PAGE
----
The closest civilian activity to “road marching” is your good ol hiking and backpacking. Some of you may even be familiar with the practice of “orienteering.” You can click the link to read all about this valuable skill at Info Galactic.
I recently became reacquainted with the usefulness of these nylon shoulder harnesses. I was walking back and forth to the garage while working on my greenhouse, and noticed I kept pulling up my britches. Working outdoors on my feet all summer had trimmed down my love handles and I am back to being old Mr. Hipless Board Sides.
While at a farm and ranch supply store, I saw and instantly purchased a set of work suspenders. This, again, was a game changer for me. No longer hindered by saggy britches, I was free to run about and focus on crushing.
A Brief History
Although suspenders likely originated at about the same time that pants came on the scene, the first patent to improve the modern suspender was in 1871 by Mr. Mark Twain himself (under his actual name Samuel Clemens, of course).
Clemens wasn’t a fan of the same garment accessory used by Napoleon. In that day, my understanding is that the common French application was a couple strips of ribbon attached to pants with buttons. These were clearly not for those in the blacksmith trade or the carpentry and masonry fields of labor. For those tasks, you need something a bit more sturdy than Red Riding Hood’s hair ribbon.
It is likely that suspenders were also used by royalty because of their rotundness (being fat was a sign of wealth throughout antiquity). Large bellied individuals have trouble wearing a belt as any movement will send their knickers sliding. I sometimes wonder if comedian Chris Farley would have lived a few more years had he opted for a more definitive approach to trouser stabilization.
Farmers and ranchers have kept this tradition alive out of age old wisdom. I am very grateful for their longstanding wisdom. Nowadays, the stamped metal clamps that grip the belt line of the pants have improved slightly. You still have two basic designs, in case you were wondering. I opt for the clamps, but the button on ones are still widely available. With a needle and thread, you can place the buttons wherever you please. The design really hasn’t changed since my great grandfather was getting bucked off his first horse and Teddy Roosevelt was knocking teeth loose in university boxing matches.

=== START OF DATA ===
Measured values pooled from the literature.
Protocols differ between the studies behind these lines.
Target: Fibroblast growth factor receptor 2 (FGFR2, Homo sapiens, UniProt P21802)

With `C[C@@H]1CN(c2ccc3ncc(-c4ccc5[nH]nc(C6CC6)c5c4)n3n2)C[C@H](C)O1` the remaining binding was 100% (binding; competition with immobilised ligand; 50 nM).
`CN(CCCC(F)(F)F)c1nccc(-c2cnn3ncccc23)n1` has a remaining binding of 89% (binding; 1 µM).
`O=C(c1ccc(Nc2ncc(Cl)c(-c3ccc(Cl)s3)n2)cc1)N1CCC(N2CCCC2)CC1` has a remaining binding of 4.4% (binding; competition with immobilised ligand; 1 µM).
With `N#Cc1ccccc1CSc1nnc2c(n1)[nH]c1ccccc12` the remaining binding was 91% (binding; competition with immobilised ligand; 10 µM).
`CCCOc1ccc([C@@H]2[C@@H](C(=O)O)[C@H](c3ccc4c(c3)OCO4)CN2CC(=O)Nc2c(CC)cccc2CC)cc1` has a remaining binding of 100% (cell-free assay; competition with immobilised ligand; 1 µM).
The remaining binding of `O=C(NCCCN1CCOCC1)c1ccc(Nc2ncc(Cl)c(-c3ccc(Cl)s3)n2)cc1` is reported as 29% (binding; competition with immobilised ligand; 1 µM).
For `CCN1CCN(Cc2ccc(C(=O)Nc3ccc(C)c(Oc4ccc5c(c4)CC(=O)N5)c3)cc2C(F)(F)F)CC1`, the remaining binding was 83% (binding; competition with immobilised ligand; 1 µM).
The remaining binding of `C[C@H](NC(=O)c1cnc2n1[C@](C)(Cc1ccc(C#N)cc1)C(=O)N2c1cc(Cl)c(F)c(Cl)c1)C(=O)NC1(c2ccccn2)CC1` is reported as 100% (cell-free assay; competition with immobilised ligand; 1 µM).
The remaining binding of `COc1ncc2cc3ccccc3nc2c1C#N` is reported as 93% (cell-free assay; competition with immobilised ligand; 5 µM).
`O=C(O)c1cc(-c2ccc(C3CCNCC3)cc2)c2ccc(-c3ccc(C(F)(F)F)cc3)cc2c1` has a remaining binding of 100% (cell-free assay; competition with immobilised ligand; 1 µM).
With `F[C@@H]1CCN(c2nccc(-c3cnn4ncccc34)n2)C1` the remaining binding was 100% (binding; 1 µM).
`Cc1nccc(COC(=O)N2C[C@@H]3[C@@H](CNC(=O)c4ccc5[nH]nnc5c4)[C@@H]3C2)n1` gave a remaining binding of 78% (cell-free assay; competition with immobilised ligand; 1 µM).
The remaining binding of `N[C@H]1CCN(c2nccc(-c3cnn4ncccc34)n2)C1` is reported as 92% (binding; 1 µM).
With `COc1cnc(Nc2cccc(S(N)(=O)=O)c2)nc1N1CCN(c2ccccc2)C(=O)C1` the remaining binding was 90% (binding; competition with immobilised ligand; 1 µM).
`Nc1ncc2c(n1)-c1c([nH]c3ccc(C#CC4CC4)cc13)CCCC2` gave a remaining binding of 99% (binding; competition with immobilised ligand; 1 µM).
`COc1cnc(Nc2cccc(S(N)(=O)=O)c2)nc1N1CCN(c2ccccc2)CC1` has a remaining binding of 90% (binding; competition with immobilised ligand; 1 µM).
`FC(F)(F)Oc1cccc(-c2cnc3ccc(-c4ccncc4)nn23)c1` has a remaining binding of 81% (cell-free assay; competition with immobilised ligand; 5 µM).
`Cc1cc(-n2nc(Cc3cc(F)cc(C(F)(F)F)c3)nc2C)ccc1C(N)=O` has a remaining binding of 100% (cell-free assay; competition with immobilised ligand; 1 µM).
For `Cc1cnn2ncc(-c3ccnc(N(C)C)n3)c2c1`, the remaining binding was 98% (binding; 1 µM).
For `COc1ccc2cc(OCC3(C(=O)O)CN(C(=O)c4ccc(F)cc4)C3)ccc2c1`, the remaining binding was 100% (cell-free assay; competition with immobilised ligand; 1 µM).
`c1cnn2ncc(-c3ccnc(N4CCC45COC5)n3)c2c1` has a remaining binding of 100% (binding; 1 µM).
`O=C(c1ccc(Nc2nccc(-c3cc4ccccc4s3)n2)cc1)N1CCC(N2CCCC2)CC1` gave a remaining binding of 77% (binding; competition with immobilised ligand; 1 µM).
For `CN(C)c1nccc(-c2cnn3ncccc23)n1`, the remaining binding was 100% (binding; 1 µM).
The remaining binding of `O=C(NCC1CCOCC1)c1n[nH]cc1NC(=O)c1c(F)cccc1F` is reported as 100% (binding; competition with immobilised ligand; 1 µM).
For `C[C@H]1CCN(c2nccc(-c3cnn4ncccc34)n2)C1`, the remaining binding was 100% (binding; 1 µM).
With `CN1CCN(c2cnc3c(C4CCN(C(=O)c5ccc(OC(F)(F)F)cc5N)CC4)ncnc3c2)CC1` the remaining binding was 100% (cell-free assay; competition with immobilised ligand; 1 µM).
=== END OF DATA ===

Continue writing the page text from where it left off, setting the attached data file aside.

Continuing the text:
My grandfather used to get bucked off his wagon (yes, it’s possible to be bucked off an entire wagon), and once he even break his leg. However, he never needed to break a sweat trying to realign his trousers because he was a man of suspenders.
So if you’re a hard working man, and share the frustration with belts, try on a sturdy pair of suspenders. You can thank me later by sending us a short description of something useful you’ve built or fixed! Send your completed article (aim for less than 1,000 words) with pictures to the appropriate section editor. I look forward to reading about your accomplishments. Until next time.
Time to Start Ruffling Feathers
The Joys of Ruffed Grouse Hunting
Bullet proudly presents the bounty from our last hunt.
One of the joys of the fall season in the Great North Woods is hunting for grouse. These wily birds of the Galliforme Order inhabit the hills and forests of Northern Beartaria: Wisconsin, Minnesota, Michigan, parts of North Dakota, Montana, Idaho, and Washington state, as well as Alaska. All are replete with grouse, but do they taste good? Well, chickens are also from the order as grouse. As you can therefore imagine, they are quite tasty if properly prepared. Grouse have a wonderful flavor that will soon have your taste buds craving them each autumn.